Why I don’t believe in Chinese character tests

Studying new characters everyday, you have to keep track of your progress somehow. People always like to hear exact numbers. Stating you have mastered over 2000 characters sounds impressive, but how can you be sure? You can find several online tests to check the number of characters you already know. But can they be trusted? I’m skeptical. Have a look at my test results and understand why.

I tried three different tests. All three tests are free – you don’t have to sign up – and take only a few minutes. I answered as honestly as possible. These are the tests:

The results blew me away, because they varied from 1600 to 3434 characters! How can the gap be so wide? Which test should I believe? Feel free to have a closer look:


Hanzitest Chinese characters
Hanzitest gave me the lowest estimation. It says their set of characters is derived “from a mix of contemporary non-fiction, fiction and movies”. I think I can do much better than that.

Wordswing test

Wordswing test Chinese characters
The wordswing test showed me the highest number which I can live with for now, since I passed HSK 5, but still have a long way to go to HSK 6.


Hanzishan Chinese character test
And the results from Hanzishan lay somewhere in between. The good thing: As you can see, this test lets you review the characters you didn’t know.

Which test is the best?

Personally, I can’t say which test is most reliable. The main complication I see with all three tests is that most learners of Chinese as a foreign language would typically use the HSK levels and vocabulary to orientate. Or, alternatively, the Chinese textbooks they use in class. No matter which books and methods, all focus on the most commonly used vocabulary as opposed to less frequent ones like these from the Hanzishan test which I couldn’t even find among the HSK characters (!):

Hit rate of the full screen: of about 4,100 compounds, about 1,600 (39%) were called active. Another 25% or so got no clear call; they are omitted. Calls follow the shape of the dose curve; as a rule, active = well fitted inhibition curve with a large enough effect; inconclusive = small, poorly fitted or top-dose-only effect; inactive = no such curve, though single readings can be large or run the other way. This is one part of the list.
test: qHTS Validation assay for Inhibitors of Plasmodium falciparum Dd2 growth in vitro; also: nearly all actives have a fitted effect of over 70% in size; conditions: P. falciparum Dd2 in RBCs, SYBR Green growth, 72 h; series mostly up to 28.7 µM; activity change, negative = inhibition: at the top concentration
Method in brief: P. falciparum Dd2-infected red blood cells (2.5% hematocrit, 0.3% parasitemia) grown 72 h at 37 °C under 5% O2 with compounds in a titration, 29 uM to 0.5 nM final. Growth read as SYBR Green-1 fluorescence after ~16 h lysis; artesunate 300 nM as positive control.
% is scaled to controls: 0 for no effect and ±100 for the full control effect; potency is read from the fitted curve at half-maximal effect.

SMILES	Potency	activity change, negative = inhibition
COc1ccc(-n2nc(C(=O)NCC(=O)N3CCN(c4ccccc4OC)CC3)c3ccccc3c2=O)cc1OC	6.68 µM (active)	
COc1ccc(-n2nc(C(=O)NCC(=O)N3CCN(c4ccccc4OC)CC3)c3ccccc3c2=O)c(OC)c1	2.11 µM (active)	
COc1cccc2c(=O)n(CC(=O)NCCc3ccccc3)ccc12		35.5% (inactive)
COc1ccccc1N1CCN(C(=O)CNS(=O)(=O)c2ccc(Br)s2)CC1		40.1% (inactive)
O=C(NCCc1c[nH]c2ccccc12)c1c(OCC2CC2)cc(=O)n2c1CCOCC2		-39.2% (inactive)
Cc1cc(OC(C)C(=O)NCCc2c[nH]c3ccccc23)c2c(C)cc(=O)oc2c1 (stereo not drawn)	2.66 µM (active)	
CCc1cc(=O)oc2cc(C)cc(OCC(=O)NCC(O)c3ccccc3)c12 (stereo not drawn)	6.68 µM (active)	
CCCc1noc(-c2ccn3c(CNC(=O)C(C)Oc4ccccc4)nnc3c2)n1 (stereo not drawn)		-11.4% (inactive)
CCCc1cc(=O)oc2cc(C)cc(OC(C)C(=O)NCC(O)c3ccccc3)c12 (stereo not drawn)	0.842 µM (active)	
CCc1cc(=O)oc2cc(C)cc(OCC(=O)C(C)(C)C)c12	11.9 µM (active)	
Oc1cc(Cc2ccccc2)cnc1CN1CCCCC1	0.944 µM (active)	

missed character list
Excerpt from my missed character list (Hanzishan)

So that’s a problem. Grabbing a Chinese novel, opening a random page and pointing your finger blindly at some character could lead to the same result. Or so it seems to me, due to the randomness of the list above.

As a HSK-student, you would probably get a higher score testing HSK characters, but then again, Chinese texts don’t necessarily stick to HSK-vocab just to make your life easier.

As a testing method, I can’t recommend any of these tests, unfortunately.

Anyway, I could be wrong. If you want to feel the same frustration, give these Chinese character tests a try and feel free to comment your score down below.

3 thoughts on “Why I don’t believe in Chinese character tests

  1. Hi, glad to find a post about Chinese characters level test. I’m Chinese and just happened to find the Hanzishan test. So I took it and got a result of about 7200. Honestly, for me, this kind of tests are pointless, even the similar tests for English. I can’t say those kind of tests could help me on learning a foreign language. Just for fun, so I would suggest anyone who is learning a foreign language don’t treat those tests seriously, we take them just for fun, right? In Chinese, we call it ‘图一乐‘.
    Anyway, good luck on learning Chinese!

  2. I took all three of these- scores in the 1800 – 2200 range. Pretty tight, huh? If I had to pick a point esimate I’d say 1900…

    I’m an ABC who studies Chinese in my spare time. Moving to a Chinese-dominant area has piqued my interest the last couple of years; when I started 2-3 years ago I probably was more like in the 900-1000 range.

    My Chinese knowledge is bunched into specific areas, so in those special areas I would like score higher. Conversely, in a more science based domain, my score would likely be lower.

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